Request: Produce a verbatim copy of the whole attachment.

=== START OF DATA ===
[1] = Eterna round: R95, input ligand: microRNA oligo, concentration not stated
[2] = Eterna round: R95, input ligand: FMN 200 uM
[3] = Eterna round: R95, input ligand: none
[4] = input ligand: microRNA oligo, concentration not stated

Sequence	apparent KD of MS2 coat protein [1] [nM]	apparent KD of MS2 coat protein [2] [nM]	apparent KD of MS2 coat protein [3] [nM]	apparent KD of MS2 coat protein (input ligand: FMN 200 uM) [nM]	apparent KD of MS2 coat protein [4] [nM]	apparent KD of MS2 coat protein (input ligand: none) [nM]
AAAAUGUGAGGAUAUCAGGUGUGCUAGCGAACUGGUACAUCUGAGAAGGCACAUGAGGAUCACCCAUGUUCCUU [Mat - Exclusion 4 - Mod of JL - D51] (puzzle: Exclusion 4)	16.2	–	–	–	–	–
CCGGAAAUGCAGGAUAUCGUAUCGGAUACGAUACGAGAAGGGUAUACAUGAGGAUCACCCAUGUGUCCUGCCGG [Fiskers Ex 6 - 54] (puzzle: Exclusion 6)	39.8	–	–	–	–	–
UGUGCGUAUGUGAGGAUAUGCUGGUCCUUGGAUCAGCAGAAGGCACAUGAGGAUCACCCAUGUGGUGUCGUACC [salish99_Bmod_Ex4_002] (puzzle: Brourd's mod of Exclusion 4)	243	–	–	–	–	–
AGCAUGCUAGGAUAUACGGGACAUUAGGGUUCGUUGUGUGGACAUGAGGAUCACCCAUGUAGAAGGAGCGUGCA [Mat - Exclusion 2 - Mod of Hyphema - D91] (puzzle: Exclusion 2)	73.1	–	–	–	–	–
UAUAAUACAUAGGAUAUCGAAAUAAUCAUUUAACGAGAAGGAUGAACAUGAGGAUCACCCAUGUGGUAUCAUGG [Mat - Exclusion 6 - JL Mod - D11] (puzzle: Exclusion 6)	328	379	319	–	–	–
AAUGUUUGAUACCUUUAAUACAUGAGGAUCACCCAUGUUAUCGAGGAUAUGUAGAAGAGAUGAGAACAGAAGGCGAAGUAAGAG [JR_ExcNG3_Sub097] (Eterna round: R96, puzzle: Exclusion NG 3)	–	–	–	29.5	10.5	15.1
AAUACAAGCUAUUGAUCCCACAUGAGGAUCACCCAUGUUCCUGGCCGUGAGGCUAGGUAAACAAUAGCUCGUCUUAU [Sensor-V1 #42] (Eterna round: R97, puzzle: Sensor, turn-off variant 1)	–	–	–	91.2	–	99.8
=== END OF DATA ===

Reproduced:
[1] = Eterna round: R95, input ligand: microRNA oligo, concentration not stated
[2] = Eterna round: R95, input ligand: FMN 200 uM
[3] = Eterna round: R95, input ligand: none
[4] = input ligand: microRNA oligo, concentration not stated

Sequence	apparent KD of MS2 coat protein [1] [nM]	apparent KD of MS2 coat protein [2] [nM]	apparent KD of MS2 coat protein [3] [nM]	apparent KD of MS2 coat protein (input ligand: FMN 200 uM) [nM]	apparent KD of MS2 coat protein [4] [nM]	apparent KD of MS2 coat protein (input ligand: none) [nM]
AAAAUGUGAGGAUAUCAGGUGUGCUAGCGAACUGGUACAUCUGAGAAGGCACAUGAGGAUCACCCAUGUUCCUU [Mat - Exclusion 4 - Mod of JL - D51] (puzzle: Exclusion 4)	16.2	–	–	–	–	–
CCGGAAAUGCAGGAUAUCGUAUCGGAUACGAUACGAGAAGGGUAUACAUGAGGAUCACCCAUGUGUCCUGCCGG [Fiskers Ex 6 - 54] (puzzle: Exclusion 6)	39.8	–	–	–	–	–
UGUGCGUAUGUGAGGAUAUGCUGGUCCUUGGAUCAGCAGAAGGCACAUGAGGAUCACCCAUGUGGUGUCGUACC [salish99_Bmod_Ex4_002] (puzzle: Brourd's mod of Exclusion 4)	243	–	–	–	–	–
AGCAUGCUAGGAUAUACGGGACAUUAGGGUUCGUUGUGUGGACAUGAGGAUCACCCAUGUAGAAGGAGCGUGCA [Mat - Exclusion 2 - Mod of Hyphema - D91] (puzzle: Exclusion 2)	73.1	–	–	–	–	–
UAUAAUACAUAGGAUAUCGAAAUAAUCAUUUAACGAGAAGGAUGAACAUGAGGAUCACCCAUGUGGUAUCAUGG [Mat - Exclusion 6 - JL Mod - D11] (puzzle: Exclusion 6)	328	379	319	–	–	–
AAUGUUUGAUACCUUUAAUACAUGAGGAUCACCCAUGUUAUCGAGGAUAUGUAGAAGAGAUGAGAACAGAAGGCGAAGUAAGAG [JR_ExcNG3_Sub097] (Eterna round: R96, puzzle: Exclusion NG 3)	–	–	–	29.5	10.5	15.1
AAUACAAGCUAUUGAUCCCACAUGAGGAUCACCCAUGUUCCUGGCCGUGAGGCUAGGUAAACAAUAGCUCGUCUUAU [Sensor-V1 #42] (Eterna round: R97, puzzle: Sensor, turn-off variant 1)	–	–	–	91.2	–	99.8